Oklahoma Territory had its share of outlaw gangs as well. In September, the Journal described a “terrible fight” between remnants of the Dalton gang – most of them having perished in a failed bank robbery in Coffeyville, Kansas in 1892 – and a posse of deputy U.S. marshals outside a saloon in the little town of Ingalls, leaving three deputy marshals and two residents dead and one gang member captured.
In late August, President Cleveland issued a proclamation that the Cherokee Outlet would open to settlement on September 16, setting the stage for the last great American land rush, the Cherokee having under pressure reluctantly “relinquished and surrendered” title to the Outlet in exchange for a payment from the U.S. government that, in the Cherokee view, significantly undervalued the land. Almost seventy years passed until the justice of the Cherokee claim was recognized.
The government’s plans for the rush were immediately attacked from all sides. Some strongly opposed the idea of a headlong race for land: “if your race horse, break-neck, fighting plan is carried out,” one aspirant wrote to the Journal, “none but the rich, the sooner, the cowboy who knows every corner and has moved the corner stone to fool the poor, honest settler” will be successful. The Journal editors agreed: Cleveland’s policy, they claimed, allowed speculators who could hire cowboys with fast horses to stake claims to land for profit and speculation while families in buggies needing land for homes trailed behind: “The whole scheme is one of calculated plunder, assisted in every direction by the regulations of the [Interior] department.”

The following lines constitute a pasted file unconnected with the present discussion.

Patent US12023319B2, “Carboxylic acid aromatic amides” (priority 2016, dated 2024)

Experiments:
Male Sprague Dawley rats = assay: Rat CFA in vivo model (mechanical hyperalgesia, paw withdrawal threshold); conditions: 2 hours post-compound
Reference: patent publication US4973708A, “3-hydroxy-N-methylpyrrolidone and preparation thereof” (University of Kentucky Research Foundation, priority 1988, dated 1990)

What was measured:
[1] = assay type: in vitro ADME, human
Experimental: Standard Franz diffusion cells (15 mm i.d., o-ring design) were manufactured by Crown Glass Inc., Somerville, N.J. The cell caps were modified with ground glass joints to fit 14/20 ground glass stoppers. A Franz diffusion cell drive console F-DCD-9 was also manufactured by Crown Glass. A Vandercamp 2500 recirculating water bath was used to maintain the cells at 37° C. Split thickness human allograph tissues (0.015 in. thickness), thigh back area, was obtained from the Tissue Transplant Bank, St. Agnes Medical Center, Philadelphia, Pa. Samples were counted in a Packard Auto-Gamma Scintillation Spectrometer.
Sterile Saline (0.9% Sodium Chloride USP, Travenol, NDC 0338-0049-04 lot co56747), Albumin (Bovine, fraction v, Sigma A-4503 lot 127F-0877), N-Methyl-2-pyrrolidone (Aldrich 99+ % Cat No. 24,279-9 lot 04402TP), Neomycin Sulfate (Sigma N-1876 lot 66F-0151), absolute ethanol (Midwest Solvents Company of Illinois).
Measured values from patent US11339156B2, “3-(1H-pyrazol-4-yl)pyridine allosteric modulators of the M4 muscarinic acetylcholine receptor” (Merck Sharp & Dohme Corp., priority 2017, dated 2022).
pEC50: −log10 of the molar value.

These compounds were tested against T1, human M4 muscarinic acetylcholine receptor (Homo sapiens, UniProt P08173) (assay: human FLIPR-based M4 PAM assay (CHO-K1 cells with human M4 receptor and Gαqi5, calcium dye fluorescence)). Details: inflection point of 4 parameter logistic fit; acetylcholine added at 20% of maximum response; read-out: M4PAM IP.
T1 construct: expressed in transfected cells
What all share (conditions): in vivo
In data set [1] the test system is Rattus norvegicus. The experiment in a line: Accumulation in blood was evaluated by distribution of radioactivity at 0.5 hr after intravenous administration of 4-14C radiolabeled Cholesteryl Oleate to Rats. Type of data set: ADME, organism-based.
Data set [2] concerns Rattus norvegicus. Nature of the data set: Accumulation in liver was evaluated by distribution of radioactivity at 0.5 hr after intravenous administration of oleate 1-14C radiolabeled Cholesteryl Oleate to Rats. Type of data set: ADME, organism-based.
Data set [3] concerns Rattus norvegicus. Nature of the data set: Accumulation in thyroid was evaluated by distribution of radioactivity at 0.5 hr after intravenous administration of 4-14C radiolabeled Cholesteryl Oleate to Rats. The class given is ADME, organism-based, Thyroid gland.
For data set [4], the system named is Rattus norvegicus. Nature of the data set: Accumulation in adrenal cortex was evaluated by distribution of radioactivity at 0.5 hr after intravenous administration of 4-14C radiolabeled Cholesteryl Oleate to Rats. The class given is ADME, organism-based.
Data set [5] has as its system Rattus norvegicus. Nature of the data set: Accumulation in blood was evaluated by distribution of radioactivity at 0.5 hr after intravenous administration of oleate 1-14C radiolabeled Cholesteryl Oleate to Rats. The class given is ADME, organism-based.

New regulations requiring prospective landowners to register at various sites on the territorial borders before the rush attracted the strongest criticism. The crowd will be so great, the Journal predicted, that people would have to stand in line for days at great personal expense, while “sooners” could register early and then hide out near a claim before the opening. Speculators could buy and sell certificates from impoverished “boomers” standing repeatedly in line.
A week before the opening, thousands were arriving at each of the several entrance points along the Outlet. The Journal described roads “lined with prairie schooners” and railcars arriving packed with families huddling in the cars with horses, cattle and merchandise: “Lunch rooms, barber shops, feed stores, etc. are springing up, and give the place the appearance of a new mining camp.” Fifty wagon loads of “sooners” were rounded up by cavalry squads and placed under guard, but many more escaped attention and secreted themselves near townsites.
Two bicyclists rode in from Colorado, a distance of 700 miles. They had rigged flanges to their wheels to allow them to get to their destination on the tracks of the Rock Island railroad. Boomers were arriving from the east coast convinced they were entering the Wild West. They came “loaded down with useless shooters and […] constantly on the lookout to be killed in cold blood,” reported the Times. A number of horses had been poisoned, probably “by boomers who have poor horses and want the fast animals out of the way.” Swift horses were also at risk of being stolen by horse-thieves.